What Is a Sleeper Shark?

Dolphins sometimes fall prey to Pacific sleep sharks.
Squid are often found in the stomach contents of beached Greenland sharks.
Stomach contents of beached Greenland sharks have been found to contain the remains of animals such as polar bears.
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  • Written By: J.L. Drede
  • Edited By: Jacob Harkins
  • Last Modified Date: 04 September 2014
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The sleeper shark is a family of sharks known by its scientific name somniosidae. There are many different species of sleeper shark but two most well-known are the Pacific sleeper shark and the Greenland shark. Other sleeper sharks are commonly referred to as dogfish.

The Pacific sleeper shark has a wide habitat range and has been spotted in seas around the arctic, Japan, Australia and throughout most of the pacific. It is large, with specimens at least 23 feet (7 meters) having been seen in the wild. Not much is known about the shark, as it is a deep sea shark rarely spotted near the surface. Like many other fish who live on the ocean floor, it is slow-moving and has adapted to survive in extremely cold weather, as low as 40 degrees Fahrenheit (4 Celsius). It hunts live prey, and has a mouth that is specially designed to tear large chunks of flesh to devour whole. The stomach contents of deceased pacific sleeper sharks show a diverse palette; dolphins, snails, crabs and seals all seem to be prey for the massive fish. There is also evidence to suggest that the pacific shark even hunts giant squid, making them and the sperm whale the only known predators of that giant creature.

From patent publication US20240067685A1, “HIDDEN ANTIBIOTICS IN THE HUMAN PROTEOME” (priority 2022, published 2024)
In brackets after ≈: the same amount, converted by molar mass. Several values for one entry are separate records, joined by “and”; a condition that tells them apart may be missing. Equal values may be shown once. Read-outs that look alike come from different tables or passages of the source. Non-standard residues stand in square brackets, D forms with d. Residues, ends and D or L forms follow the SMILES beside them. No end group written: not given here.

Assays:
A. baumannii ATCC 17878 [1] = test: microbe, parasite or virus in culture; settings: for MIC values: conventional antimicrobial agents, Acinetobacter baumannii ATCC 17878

The Greenland sleeper shark is closely related to the pacific variety, and is similar in size. It too can grow upwards of 20 feet (6 meters) in length, and often weighs more than 2,200 pounds (1,000 kilograms). It too is also comfortable in extreme weather and depths. It has been found at depths as low as 7,200 feet (2,200 meters). Like its name suggests the Greenland sleeper shark is native to the Greenland area, and is also found along the shores of upper North America and in parts of Europe. Stomach contents of captured or beached Greenland sharks have been found to contain the remains of polar bears, seals, horses and squid.

While it was once believed that the shark was primarily a scavenger eater that feasted on the remains of dead animals, researchers have since witnessed firsthand the massive shark attacking live caribou and other large animals.

Greenland sleeper shark is considered to be a delicacy in both Greenland and Iceland, but it must be prepared carefully as the flesh of the shark is poisonous. Typical preparation of Greenland shark involves it being boiled several times over until the poison is removed. It is also often left hanging in barns for months, where it can dry and ferment. This process can last several months. The final result is a dish called hakari, which is known for its incredibly strong taste that has caused violent reactions in those not used to it.


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